Batman, on the top of Wayne Tower, peering out over Gotham, is all the things that Rocksteady got right with their interpretation of the Batman mythos. In a game series that has only allowed the player to control an unmasked Bruce Wayne a handful of times, it’s curious how much Gotham City, in Arkham Knight, is the Wayne’s city. Suitably, Wayne Tower is the tallest building in the city, towering above the rundown GCPD offices. There is law, and then there is Batman’s law.
Bruce Wayne, as a character, is the upper-upper crust of Gotham’s moneyed ranks. He owns multiple towers in Gotham, as well as apparently supplying much of the police force’s armaments. He effectively owns the city. Batman’s law, then, isn’t much more than Wayne’s law.
It took me about 45 hours to complete Arkham Knight. In Arkham Knight’s case, a “100% completion” means that you do every single mission, capture every major villain, and hunt down all 200-odd Riddler trophies.
Even after spending that many hours in Gotham, I’m not sure I feel satisfied. I’m not going to spoil the true ending. This isn’t really about that, or about the intricacies of the story. This is about the Arkham series’ consistent tendency to pull punches.
All three of the major Arkham games (Asylum, City, and Knight) deal with the Dark Knight himself as he navigates the various dark ‘n gritty zones of villainy around and within Gotham. On the surface, it’s a pretty bog-standard Batman setup: Arkham residents are escaping. Again. Batman’s got to get ’em. Again.
But this is a Rocksteady title. It’s hot. It’s fresh. It’s for the new generation of Batman fans, raised on dark ‘n gritty Nolanverse Batman who like to see explosions and deep dives into Nolan-esque questions like “who’s the real bad guy” and “should you save the girl anyway” and “catwoman????”
Arkham Knight pretends it is in on a joke that it does not quite understand. Thugs on the street joke about how absurd the technology divide is, without making any move to right the hypocrisy. Batman punches thugs into unconsciousness after his million-dollar earpiece catches them speaking about how they were abused as children. We are meant to understand the justice in this action.
It’s interesting, against the dark n’ gritty backdrop, that the games are so stuck on keeping Batman as nonviolent he has been traditionally characterized. In Arkham Knight you get a “freakin’ tank”, as the street thugs so lovably call it. The “freakin’ tank” neatly avoids the question of “what happens when you hit someone” with a convenient “proximity zap” that knocks out any thugs near the car at high speeds. Don’t worry if they fall off a building to surely die on landing- that’s not the Batman’s kill. That’s gravity’s kill. Gravity is neutral- but more importantly, gravity is not the Batman.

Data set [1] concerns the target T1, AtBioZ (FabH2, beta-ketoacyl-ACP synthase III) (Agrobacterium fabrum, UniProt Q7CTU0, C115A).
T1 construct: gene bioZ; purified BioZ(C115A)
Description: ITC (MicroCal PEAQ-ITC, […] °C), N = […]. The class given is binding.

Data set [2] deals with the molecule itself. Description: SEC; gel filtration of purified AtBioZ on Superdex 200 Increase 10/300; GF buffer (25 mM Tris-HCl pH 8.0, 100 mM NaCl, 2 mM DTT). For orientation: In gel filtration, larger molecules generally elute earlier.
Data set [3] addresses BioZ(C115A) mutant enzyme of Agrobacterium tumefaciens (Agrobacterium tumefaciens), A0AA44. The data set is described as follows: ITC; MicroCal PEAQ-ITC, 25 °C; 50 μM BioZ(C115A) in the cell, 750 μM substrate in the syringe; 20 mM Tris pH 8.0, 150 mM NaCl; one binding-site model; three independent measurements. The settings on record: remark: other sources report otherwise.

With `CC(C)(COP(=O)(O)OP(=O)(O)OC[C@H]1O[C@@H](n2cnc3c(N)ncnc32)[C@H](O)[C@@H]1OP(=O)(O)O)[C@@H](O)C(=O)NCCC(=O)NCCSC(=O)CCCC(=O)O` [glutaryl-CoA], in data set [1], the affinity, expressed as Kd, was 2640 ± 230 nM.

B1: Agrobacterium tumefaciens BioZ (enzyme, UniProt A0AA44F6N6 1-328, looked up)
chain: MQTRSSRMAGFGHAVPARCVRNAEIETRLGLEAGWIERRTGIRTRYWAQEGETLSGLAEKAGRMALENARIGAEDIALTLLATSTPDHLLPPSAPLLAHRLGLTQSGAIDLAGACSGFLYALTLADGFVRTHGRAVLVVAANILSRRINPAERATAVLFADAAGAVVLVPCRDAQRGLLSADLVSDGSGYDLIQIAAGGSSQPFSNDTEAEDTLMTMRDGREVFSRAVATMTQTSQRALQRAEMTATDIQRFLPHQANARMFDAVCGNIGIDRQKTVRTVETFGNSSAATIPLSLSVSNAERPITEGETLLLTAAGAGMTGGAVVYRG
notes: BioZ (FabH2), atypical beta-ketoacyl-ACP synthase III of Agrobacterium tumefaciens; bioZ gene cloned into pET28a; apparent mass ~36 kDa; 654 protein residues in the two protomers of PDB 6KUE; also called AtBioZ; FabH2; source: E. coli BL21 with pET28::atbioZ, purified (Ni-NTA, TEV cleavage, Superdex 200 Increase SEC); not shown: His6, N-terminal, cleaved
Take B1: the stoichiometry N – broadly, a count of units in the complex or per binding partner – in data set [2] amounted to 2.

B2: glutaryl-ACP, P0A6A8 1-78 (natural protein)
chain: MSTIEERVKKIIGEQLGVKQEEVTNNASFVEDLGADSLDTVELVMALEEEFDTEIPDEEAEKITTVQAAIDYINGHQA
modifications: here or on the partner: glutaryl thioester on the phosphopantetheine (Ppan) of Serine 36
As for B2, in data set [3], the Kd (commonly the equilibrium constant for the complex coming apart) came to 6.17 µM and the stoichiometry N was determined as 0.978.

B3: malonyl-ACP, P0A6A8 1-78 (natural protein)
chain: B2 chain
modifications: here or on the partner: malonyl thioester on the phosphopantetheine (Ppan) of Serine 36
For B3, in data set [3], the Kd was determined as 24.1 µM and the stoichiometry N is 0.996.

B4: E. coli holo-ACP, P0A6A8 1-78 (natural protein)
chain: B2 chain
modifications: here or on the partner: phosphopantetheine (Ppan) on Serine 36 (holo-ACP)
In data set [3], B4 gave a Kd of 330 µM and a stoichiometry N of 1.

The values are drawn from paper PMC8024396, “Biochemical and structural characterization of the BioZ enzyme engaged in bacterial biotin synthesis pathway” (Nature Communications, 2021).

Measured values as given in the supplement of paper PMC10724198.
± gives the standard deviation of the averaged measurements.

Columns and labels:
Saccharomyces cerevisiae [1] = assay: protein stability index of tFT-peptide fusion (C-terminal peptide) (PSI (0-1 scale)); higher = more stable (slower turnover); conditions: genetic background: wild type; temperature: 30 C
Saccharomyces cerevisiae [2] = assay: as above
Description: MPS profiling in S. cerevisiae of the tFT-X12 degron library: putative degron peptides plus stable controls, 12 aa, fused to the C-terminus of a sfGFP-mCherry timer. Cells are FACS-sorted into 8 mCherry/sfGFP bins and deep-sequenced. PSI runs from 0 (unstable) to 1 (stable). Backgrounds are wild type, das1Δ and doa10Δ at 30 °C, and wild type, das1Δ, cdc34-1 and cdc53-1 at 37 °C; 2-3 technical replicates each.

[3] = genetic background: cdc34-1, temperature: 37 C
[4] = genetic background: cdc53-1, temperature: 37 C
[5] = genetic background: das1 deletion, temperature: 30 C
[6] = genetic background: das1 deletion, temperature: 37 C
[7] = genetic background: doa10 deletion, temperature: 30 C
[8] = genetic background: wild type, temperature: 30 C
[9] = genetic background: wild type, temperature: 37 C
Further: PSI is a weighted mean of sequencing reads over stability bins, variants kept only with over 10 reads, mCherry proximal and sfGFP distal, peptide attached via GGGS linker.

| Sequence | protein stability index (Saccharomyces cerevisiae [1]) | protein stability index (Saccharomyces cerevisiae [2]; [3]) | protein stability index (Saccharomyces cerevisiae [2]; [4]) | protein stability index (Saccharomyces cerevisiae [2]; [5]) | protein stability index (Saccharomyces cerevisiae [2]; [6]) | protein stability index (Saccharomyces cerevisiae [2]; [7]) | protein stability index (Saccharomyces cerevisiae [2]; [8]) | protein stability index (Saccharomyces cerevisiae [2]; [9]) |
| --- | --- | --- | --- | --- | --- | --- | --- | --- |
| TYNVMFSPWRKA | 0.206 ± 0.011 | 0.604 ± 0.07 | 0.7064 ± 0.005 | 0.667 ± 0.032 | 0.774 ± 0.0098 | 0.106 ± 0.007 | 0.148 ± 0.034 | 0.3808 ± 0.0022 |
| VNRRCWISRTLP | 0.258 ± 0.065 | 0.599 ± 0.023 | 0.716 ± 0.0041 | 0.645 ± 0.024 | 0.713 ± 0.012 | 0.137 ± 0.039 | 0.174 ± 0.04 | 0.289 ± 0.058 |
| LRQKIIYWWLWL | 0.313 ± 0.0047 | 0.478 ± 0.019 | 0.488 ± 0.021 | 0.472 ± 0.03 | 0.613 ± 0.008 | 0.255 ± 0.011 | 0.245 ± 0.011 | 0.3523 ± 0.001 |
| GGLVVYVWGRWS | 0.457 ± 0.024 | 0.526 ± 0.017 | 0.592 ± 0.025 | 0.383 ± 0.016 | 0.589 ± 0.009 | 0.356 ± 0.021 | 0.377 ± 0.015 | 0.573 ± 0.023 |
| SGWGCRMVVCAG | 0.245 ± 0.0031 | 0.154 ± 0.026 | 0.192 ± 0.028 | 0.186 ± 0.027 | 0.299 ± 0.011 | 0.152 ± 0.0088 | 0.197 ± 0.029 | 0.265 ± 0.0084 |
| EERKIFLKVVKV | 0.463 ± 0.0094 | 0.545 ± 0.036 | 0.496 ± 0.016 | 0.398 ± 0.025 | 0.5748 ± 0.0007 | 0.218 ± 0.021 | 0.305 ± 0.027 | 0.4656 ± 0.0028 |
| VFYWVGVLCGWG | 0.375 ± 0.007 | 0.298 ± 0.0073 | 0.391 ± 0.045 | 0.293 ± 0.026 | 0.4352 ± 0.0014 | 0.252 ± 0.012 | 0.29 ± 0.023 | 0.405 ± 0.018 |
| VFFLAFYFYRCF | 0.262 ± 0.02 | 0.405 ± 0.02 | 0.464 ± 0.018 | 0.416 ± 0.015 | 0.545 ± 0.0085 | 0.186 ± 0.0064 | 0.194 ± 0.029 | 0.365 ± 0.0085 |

The games feel as if they are straining to push the Dark Knight, trying to get him to break character, and he doesn’t. The narrative punches are always pulled, just like Batman literally does in all three games. Punches that would break necks are THWOCK’d into a cartoonish smack. The thunderclap finisher moves leave opponents ‘sleeping’. The violence is always pulled back juuuuuuust enough to keep Batman ‘nonlethal’.
If there is any superhuman aspect of Batman, Rocksteady would have me believe it is his inhuman ability to carry so many contradictions within himself. If Bruce Wayne started interrogating his own mental baggage and seriously put work into understanding his own trauma, it’s likely the Batman would cease to exist. The tension required to hold the Batman together necessitates an eventual breaking point- one that Rocksteady refuses to offer. The Arkham series is all build, no crash.
Every important death throughout the series (except for uh, one big one) is rolled back by the end of the game. It’s a game and a gameworld that conceivably exists to push the Batman to killing, and reasonably would be improved if this was the case. Push Bruce into killing. Make the Batman break. But it doesn’t. And it won’t.
It’s a strange problem with working with such an established character. People clamor for new adjustments to make the character fresh again, but don’t want too many changes. Even Superman has a healthy roster of stories that literally revolve around ‘Superman starts killing people’. Batman? Not quite as plentiful. We like our bright days tinged with rain, but we can’t have our Dark Knights ending up fatal.
The Arkham series is littered with flaws (smarter writers than I have already written reams on them) but when it comes to the character of the Batman, they feel remarkably hollow. The Batman doesn’t get pushed to killing. Gotham is still a bizarre anachronistic 1920s-meets-1890s-meets-2010s gang-infested metropolis. Joker is still Joker. The (beautiful, intricate, wonderfully built) detail of Rocksteady’s take on the world doesn’t effectively modify the character relationships- only casts them in a new light. Then pulls punches. The game isn’t willing to kill you, only to knock you out.